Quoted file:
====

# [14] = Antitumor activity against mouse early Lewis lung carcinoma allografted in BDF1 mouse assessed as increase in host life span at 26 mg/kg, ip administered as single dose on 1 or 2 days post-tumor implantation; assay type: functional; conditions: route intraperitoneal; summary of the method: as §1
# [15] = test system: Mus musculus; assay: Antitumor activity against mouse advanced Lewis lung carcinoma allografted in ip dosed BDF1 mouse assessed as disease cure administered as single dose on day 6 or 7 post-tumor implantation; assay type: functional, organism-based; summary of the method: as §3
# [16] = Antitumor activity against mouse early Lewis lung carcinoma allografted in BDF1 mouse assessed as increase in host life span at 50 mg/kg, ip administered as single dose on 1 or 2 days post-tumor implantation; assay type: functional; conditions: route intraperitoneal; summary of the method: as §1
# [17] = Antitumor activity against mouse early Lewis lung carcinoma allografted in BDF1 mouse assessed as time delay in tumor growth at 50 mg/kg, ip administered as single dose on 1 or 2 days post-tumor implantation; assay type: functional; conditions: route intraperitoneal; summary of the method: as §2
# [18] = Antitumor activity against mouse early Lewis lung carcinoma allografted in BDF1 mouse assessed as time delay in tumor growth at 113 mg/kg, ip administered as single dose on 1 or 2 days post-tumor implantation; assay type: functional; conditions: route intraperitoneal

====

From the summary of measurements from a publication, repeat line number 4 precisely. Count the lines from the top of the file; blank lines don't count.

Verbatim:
# [17] = Antitumor activity against mouse early Lewis lung carcinoma allografted in BDF1 mouse assessed as time delay in tumor growth at 50 mg/kg, ip administered as single dose on 1 or 2 days post-tumor implantation; assay type: functional; conditions: route intraperitoneal; summary of the method: as §2